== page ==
The town centre has public houses, bars and social clubs, although the number of these has declined in recent years[when?] with leisure becoming focused on the Xscape complex. In 2000, three nightclubs were situated in the town centre; today, none remain.
The local newspaper is a weekly called Pontefract and Castleford Express.
Castleford is only 0.93 miles (1.5 km) away from the M62 at Junction 32 via the A656 road. It has other A roads that criss-cross the town and provide access to Junction 31 on the same motorway.
The rivers Aire and Calder have a confluence just north-west of the town and also feed the Aire and Calder Navigation. Whilst it is an industrial waterway, it also hosts tourism with moorings on the Castleford Cut of the Navigation.
Castleford railway station is situated on both the Hallam and Pontefract lines; these lines connect the town directly with Leeds, Barnsley, Goole, Pontefract and Sheffield. All trains arrive from the west and leave in that same direction. In January 2021, the station was completely revamped, providing a modern waiting facility, sheltered cycle parking and changes to the car park layout.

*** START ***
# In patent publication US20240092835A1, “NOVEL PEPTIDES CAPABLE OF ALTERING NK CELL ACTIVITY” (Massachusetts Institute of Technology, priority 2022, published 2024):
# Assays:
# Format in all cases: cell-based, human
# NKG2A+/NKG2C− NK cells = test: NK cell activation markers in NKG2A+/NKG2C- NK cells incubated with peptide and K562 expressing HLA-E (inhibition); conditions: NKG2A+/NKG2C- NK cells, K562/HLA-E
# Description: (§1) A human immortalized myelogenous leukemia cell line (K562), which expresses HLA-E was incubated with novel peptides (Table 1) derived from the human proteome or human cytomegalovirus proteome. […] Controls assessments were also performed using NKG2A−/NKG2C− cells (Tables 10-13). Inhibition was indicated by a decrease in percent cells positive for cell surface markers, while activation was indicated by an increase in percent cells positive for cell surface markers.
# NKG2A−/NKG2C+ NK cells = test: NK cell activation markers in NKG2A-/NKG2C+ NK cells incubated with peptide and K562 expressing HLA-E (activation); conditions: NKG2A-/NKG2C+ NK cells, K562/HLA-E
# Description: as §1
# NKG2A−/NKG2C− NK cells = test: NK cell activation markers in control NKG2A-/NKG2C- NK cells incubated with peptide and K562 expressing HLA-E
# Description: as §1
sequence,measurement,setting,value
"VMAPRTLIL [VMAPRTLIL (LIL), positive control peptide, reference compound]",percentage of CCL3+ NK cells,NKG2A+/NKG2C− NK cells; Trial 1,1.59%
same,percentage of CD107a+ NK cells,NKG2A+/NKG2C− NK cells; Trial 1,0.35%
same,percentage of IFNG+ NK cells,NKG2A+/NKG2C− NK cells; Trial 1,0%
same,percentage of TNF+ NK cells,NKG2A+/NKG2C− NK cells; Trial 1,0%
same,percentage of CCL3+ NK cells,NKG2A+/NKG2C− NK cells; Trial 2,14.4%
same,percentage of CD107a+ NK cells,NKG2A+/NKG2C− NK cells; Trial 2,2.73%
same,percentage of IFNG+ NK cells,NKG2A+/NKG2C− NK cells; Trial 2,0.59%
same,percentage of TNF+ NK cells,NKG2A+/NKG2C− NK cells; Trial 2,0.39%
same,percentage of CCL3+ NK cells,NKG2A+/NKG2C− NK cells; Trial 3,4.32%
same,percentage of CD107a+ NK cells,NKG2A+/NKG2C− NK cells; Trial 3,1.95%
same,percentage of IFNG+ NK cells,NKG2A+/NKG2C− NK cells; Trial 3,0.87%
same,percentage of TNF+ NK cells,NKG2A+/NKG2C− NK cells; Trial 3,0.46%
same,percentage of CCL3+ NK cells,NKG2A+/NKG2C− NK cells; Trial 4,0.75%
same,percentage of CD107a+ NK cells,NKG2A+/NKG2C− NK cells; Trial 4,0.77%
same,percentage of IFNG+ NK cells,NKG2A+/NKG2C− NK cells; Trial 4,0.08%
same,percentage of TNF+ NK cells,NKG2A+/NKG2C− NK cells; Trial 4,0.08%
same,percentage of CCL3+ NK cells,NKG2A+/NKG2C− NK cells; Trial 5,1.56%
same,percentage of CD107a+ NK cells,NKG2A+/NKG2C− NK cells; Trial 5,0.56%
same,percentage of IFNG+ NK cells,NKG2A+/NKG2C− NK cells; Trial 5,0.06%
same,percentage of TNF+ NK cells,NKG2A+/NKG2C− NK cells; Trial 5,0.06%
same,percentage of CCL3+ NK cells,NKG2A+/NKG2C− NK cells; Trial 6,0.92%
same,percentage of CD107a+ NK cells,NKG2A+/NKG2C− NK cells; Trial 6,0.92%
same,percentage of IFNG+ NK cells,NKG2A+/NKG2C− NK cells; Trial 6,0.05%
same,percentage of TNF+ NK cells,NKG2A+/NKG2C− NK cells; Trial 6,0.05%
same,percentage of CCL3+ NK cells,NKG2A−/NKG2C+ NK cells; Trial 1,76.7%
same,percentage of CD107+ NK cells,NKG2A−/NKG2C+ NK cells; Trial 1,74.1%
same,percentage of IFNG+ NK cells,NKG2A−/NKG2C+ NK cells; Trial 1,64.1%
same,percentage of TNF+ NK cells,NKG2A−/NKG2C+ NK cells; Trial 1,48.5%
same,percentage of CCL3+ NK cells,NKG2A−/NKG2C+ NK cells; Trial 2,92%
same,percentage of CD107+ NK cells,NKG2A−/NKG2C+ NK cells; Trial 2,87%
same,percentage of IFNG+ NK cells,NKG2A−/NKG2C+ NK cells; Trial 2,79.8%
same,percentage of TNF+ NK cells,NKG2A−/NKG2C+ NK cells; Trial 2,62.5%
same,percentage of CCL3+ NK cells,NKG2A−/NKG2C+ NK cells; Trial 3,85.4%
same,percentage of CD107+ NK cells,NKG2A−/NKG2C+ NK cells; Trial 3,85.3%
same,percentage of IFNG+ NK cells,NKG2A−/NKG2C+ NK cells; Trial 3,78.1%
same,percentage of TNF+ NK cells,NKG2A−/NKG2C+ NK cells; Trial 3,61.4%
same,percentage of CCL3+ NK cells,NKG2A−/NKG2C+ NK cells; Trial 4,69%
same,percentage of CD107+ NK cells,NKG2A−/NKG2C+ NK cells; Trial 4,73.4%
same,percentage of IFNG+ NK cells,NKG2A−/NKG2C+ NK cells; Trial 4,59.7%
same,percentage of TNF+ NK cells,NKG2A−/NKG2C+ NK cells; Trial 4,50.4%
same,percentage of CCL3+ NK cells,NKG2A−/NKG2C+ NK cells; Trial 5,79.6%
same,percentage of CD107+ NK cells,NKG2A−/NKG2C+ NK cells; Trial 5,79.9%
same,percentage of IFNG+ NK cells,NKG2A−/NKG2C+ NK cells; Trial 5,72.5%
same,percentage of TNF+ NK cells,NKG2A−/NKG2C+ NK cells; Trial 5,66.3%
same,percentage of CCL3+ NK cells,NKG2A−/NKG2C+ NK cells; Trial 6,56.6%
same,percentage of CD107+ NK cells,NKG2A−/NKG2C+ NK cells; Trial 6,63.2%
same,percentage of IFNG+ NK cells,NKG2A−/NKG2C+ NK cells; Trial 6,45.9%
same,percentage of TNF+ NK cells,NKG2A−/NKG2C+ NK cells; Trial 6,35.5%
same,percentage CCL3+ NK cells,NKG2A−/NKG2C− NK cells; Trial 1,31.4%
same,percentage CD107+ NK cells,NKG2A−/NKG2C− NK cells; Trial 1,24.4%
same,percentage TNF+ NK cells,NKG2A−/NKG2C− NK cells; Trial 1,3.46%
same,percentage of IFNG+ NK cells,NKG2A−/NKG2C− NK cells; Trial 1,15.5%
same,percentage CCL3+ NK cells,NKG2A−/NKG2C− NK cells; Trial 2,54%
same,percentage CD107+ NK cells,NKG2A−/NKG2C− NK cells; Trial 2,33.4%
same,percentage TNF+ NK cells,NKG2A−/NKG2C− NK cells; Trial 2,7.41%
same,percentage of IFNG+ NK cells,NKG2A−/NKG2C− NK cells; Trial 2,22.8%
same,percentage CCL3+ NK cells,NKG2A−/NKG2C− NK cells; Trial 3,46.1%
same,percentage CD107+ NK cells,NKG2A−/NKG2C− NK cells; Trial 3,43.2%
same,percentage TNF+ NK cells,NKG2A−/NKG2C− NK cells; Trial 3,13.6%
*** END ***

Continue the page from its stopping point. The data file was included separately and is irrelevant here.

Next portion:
Train services used to travel eastwards to York, via Burton Salmon, but passenger workings ceased in 1970 with the section retained for freight workings only. Castleford also had a second service to Leeds that left the station eastwards and swung north onto the former Castleford–Garforth line, which saw services calling at Ledston and Kippax, before arriving in Garforth and continuing to Leeds.
The Glasshoughton area of the town is served by its own railway station, which is situated one stop beyond Castleford on the Pontefract line.
In 2016, a new £6 million bus station was opened adjacent to the railway station to allow an integrated travel site for the 12,000 people using the bus station per day.
Local services are provided primarily by Arriva Yorkshire, but also by Globe Holidays (Barnsley) and Ross Travel. Routes link Castleford with Leeds, Pontefract and Wakefield.
The town's primary schools for young children are Wheldon Infant School, Castleford Park Junior, Smawthorne Henry Moore, Townville Infant School, Airedale Juniors, Oyster Park Primary, Fairburn View Primary, Three Lane Ends Academy, Ackton Pastures and Half Acres.
Castleford's secondary schools for children aged 11–16 are Castleford Academy and Airedale Academy.
The town has a small further and higher education college on the Castleford Campus of Wakefield College in Glasshoughton.